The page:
SEEA FREEDEMO Cache County Public Library 90 North First East March 24, 25 and 26 Wednesday thru Friday, 5 and 8 p.m. Saturday, March 27, 10 a.m. & 2 p.m.

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March 24, 1971

Page8 Benefit Concert - Coocertoe by Ba.ch, Beethoven, Haydn, Mozart and Weber for one. two and four pian01 will be performed Sunday, 3 p.m., In the Chase FAC. Tickets are available at the USU Mmic department office, City Drua and at the door. ·

Volunteer Recrulllnl

-

On Campus

Tom Jacobs,

former Peace Corps volunteerto Ceylon,will be on campus today throuahFriday to speak to sb.Jdents interested In the Protram.

Poetry Readln1 - Jorae Luis Boraes. a Latin American poet, essayist and short story writer. will comment on and read his works Monday, 7:30 p.m., In the UC a uditorium and will speak to Spanish students and faculty In the UC lounae at 8:30 p,m.

Budaeta Due - All campus orpnl.z.ations that are interested In rec:elvlna ASUSU funds for the comlna year must have their budiet request forms at the activity center today. Course Held - BA-148, Manaatna Tourist Enterprises will be offered this quarter. The initial meeting for the course is today at 12:30 p.m. in s.320 . Teacher Corps - The corps was not funded . Students interested in participal;ina: in the corps' projects ln other states or universities contact the Special Education o({icefor information and application forms . ClaH Added - Special Education 198, Classroom Strateales in Leamln1 Disorders, will be lau&ht Wednesdays, 4:30 -7 p,m. Check with the SpEd office for Information.

Freshman En1ll1h - A computer error has placed students who did not sian departmental prerqistraUon rosters in Freshman Enal.l.gh thl! quarter and has resulted in "kick backs" or many who did sip the rosters. Reservations will be honored In all cases for those who did slgn. All who did not alp re,ardlest of what is on their print outs, will have to drop-add to be properly sectioned. Copy Needed - The Crucible, usu·, literary publication is acceptina poema, ahortstorles, sketches, phototraphs and drawinas for the 1971 edition. All entries should be tent to: Crucible. Deoartment ol Enalb.h , USU, l,opn, Utah, 84!21. ~dline is April 12. Dance Added - PE 111-1, Intermediate Follt Dance, has been added this quarter. Class will be MW, 3:30 p.m. In the PE build.Ina. Course Is tauaht by Brown and offers one credit.

Student Teaching - Students plannin& to student teach fall quarter should pick up application In room 113 (for secondary) and room 206 (for elementary) of the Education building. Deadline for turnina: in applications is April 16. USRC -The

Mini Carlo Rall.ye is planned

for Saturday. Re,lltratlon 6 p.m .. UC basement. Discount for Volkswagens.

:u~l~~u~ig

rr!'t':~~e!r;a~:E!i:eu:1' center desk . Applications are open to all men who will be ugpercla.samen next year and are in the upper one-half of the university academically . Deadline is April 5.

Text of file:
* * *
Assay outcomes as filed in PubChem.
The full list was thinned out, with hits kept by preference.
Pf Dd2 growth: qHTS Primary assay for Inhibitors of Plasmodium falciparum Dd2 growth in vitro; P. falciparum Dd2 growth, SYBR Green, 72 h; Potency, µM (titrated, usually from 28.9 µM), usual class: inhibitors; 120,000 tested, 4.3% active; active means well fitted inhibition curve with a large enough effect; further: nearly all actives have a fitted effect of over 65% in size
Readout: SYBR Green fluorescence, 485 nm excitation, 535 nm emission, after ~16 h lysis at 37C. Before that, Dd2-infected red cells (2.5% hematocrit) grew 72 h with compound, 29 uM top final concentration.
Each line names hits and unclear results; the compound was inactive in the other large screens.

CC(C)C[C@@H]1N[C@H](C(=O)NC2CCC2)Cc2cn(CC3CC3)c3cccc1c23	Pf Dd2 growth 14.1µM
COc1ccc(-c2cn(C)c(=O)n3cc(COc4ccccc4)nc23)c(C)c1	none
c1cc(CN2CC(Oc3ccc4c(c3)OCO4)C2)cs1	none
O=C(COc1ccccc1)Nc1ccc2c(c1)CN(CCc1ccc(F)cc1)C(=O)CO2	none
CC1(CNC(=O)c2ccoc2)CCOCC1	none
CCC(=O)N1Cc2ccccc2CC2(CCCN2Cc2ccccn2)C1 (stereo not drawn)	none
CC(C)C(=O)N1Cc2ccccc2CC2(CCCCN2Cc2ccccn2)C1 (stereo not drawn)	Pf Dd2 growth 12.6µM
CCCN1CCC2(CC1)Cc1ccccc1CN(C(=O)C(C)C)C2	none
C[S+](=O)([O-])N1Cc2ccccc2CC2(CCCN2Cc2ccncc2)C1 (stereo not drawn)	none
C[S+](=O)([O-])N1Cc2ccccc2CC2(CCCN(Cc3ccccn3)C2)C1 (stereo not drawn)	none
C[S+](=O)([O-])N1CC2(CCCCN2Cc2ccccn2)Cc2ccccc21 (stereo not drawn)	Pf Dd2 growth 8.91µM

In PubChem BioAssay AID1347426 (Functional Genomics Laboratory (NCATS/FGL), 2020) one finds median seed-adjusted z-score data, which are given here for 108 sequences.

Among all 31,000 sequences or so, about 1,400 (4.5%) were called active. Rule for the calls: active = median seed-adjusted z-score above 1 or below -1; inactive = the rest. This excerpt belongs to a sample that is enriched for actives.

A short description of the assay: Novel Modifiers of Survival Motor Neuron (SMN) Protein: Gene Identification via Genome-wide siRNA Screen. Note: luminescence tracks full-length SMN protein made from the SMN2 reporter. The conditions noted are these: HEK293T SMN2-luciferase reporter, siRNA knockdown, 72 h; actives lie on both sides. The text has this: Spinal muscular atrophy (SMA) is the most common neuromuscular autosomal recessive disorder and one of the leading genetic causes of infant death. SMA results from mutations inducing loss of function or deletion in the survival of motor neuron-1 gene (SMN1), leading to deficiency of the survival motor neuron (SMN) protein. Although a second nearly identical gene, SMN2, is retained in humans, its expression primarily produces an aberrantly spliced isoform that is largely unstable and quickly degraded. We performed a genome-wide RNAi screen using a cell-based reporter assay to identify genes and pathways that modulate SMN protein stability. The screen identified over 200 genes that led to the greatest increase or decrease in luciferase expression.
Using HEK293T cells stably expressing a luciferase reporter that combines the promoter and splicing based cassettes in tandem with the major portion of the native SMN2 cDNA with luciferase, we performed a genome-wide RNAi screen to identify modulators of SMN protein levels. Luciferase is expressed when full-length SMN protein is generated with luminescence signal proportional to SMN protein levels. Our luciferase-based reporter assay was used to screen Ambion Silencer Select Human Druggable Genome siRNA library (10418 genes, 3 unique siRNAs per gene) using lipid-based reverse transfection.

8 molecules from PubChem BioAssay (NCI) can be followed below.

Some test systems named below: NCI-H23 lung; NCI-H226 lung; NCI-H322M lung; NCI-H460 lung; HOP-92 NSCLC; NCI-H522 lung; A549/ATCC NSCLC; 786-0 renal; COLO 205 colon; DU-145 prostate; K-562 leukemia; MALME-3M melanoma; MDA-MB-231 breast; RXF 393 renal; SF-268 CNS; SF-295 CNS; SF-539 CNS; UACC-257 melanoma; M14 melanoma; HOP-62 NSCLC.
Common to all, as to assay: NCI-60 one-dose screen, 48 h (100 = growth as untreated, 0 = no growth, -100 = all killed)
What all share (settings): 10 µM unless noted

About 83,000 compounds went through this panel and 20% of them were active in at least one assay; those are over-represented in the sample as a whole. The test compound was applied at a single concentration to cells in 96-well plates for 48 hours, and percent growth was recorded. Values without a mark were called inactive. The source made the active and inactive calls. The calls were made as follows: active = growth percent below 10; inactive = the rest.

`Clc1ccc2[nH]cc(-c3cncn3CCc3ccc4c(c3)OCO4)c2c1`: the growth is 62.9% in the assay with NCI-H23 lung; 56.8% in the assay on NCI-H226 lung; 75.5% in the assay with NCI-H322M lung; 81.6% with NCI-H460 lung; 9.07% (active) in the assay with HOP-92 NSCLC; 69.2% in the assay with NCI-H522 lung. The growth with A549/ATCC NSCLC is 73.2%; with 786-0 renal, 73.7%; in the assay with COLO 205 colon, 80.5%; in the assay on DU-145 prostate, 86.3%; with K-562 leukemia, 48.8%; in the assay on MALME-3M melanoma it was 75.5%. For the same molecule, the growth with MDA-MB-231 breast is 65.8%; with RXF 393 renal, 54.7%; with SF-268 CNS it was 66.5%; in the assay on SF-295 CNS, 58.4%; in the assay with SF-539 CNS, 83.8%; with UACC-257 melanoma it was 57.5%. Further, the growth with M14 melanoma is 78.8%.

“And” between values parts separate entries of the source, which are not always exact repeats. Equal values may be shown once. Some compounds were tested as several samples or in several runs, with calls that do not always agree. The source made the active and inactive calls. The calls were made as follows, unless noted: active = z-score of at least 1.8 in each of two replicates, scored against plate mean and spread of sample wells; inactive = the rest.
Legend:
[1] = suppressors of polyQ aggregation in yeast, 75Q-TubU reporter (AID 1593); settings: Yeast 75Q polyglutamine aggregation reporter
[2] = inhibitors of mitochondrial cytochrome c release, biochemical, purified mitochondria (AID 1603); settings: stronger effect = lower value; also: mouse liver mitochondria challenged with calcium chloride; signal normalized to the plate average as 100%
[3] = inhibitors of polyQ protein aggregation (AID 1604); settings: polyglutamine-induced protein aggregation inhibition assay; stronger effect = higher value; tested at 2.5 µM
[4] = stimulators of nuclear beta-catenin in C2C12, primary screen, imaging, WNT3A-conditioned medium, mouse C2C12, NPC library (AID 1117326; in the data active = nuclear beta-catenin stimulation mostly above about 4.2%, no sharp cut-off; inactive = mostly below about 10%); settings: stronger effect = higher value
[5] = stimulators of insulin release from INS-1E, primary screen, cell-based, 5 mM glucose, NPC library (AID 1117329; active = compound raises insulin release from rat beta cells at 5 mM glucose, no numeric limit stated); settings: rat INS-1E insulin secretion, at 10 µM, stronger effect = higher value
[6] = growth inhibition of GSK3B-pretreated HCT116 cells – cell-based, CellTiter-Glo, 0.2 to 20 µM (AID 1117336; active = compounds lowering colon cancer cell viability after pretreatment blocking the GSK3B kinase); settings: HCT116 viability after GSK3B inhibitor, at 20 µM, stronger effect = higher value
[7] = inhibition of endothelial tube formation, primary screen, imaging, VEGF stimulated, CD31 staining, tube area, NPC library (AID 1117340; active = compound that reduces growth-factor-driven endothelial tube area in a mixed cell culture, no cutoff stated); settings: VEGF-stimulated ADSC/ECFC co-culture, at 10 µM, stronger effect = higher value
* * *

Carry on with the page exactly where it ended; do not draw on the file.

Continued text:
Environmental M~t - Cache Council for Environmental Quality meets tomorrow. l:30p.m., inFZ206. Plana for air and water gol.]ution wcrtshopa will be discussed. Everyone interested is ura:ed to attend. Dorm Cla11es - History 95, Issues, will be held each Thursday 7 p.m., in the East Hi&h Rise lounae. Index number is 2176. History '11,Topics, will meet Wednesdays, 7 p.m. In the same location . Dr. Kent Robson, Lan,ua1es and Philosophy, will be the In• structor. Index number is 2177. Clau meets tonight. Each cla.u carries one credit. Students can aian up with a drop-add card aianed b)' Derle Thorpe , Dr. Robeon or anyone in the Undera:raduate A&seument committee office In the hiah rise cafeteria basement.

AppllcaUou ()pea - Applications for Stltdent Ufe editor and business manaaer. Buuer editor and busioeu manaa:er and Crucib le editor are nowopen. Forms may be picked up and returned to UC 220 on or before April 15.

Old Main auditorium at the prescribed hour. Mr. McArthur will be available In rocxn Sll for Information aod aipiq drop-add cardl.

Club Meetlnl - The Food Science Club will have a meetina ror all members tomorrow. 7 p.m, In AnSci 309.

Pre&ented.

Thursday: Jazz

----

The Girls will dance Friday & Saturday "Sound Advice"

ii. meetina:rorall

Football Mau1en - AU interelted USU Honemanablp - Three additional aec- atudenta who would like to be mana&en on lions have been offered thls quarter . The thefootha.llteamahouldapplyattbefootb&ll aecliona are listed aod AnSci 35 or PE 35 offices In the fleldhouae. U not •tile to apply with three credits per section. They will be In person, contact head manq:er Dave held M'NF, 9:»U:30 a.m.: T'I'h , ~11 a .m.: Rinale. 752-7'31. ror more Information. and'I'TP.;Hp.m.Allclasseswillmeetlnthe De.adllne is April 1.

The Black Emphasis week presents

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March 24, 1971

Page 10

Utag golf, tennis squads

Aggie Atoms

in Hawaii for week stay NEWS ITEM:

UCLA wins fifth consecutive

NCAA cage title.

COMMENT: No comment.